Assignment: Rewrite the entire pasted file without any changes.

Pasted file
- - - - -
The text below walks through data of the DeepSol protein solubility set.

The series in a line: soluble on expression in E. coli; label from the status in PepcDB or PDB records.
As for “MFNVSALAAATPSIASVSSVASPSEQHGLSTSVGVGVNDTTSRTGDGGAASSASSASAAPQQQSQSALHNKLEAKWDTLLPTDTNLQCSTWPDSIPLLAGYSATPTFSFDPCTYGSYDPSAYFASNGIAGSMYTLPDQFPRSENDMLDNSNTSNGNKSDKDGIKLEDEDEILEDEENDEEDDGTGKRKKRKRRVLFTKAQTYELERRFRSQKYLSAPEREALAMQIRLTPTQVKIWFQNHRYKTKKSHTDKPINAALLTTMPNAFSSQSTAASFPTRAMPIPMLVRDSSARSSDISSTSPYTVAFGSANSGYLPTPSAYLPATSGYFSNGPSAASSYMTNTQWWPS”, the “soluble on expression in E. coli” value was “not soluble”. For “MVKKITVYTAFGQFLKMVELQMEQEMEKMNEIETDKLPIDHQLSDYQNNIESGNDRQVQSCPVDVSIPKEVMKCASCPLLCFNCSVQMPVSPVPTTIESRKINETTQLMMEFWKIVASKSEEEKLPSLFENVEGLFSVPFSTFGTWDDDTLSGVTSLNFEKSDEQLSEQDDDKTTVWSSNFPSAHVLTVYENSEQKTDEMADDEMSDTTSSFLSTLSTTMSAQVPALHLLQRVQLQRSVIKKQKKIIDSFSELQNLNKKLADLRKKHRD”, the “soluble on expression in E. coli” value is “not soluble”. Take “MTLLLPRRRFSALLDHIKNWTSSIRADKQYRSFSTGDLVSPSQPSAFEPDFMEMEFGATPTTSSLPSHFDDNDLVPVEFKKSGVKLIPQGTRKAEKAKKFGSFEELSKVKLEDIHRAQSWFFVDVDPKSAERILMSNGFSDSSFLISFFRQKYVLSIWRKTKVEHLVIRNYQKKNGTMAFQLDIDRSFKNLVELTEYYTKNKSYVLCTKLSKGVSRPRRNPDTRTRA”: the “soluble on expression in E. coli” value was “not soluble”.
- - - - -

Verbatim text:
The text below walks through data of the DeepSol protein solubility set.

The series in a line: soluble on expression in E. coli; label from the status in PepcDB or PDB records.
As for “MFNVSALAAATPSIASVSSVASPSEQHGLSTSVGVGVNDTTSRTGDGGAASSASSASAAPQQQSQSALHNKLEAKWDTLLPTDTNLQCSTWPDSIPLLAGYSATPTFSFDPCTYGSYDPSAYFASNGIAGSMYTLPDQFPRSENDMLDNSNTSNGNKSDKDGIKLEDEDEILEDEENDEEDDGTGKRKKRKRRVLFTKAQTYELERRFRSQKYLSAPEREALAMQIRLTPTQVKIWFQNHRYKTKKSHTDKPINAALLTTMPNAFSSQSTAASFPTRAMPIPMLVRDSSARSSDISSTSPYTVAFGSANSGYLPTPSAYLPATSGYFSNGPSAASSYMTNTQWWPS”, the “soluble on expression in E. coli” value was “not soluble”. For “MVKKITVYTAFGQFLKMVELQMEQEMEKMNEIETDKLPIDHQLSDYQNNIESGNDRQVQSCPVDVSIPKEVMKCASCPLLCFNCSVQMPVSPVPTTIESRKINETTQLMMEFWKIVASKSEEEKLPSLFENVEGLFSVPFSTFGTWDDDTLSGVTSLNFEKSDEQLSEQDDDKTTVWSSNFPSAHVLTVYENSEQKTDEMADDEMSDTTSSFLSTLSTTMSAQVPALHLLQRVQLQRSVIKKQKKIIDSFSELQNLNKKLADLRKKHRD”, the “soluble on expression in E. coli” value is “not soluble”. Take “MTLLLPRRRFSALLDHIKNWTSSIRADKQYRSFSTGDLVSPSQPSAFEPDFMEMEFGATPTTSSLPSHFDDNDLVPVEFKKSGVKLIPQGTRKAEKAKKFGSFEELSKVKLEDIHRAQSWFFVDVDPKSAERILMSNGFSDSSFLISFFRQKYVLSIWRKTKVEHLVIRNYQKKNGTMAFQLDIDRSFKNLVELTEYYTKNKSYVLCTKLSKGVSRPRRNPDTRTRA”: the “soluble on expression in E. coli” value was “not soluble”.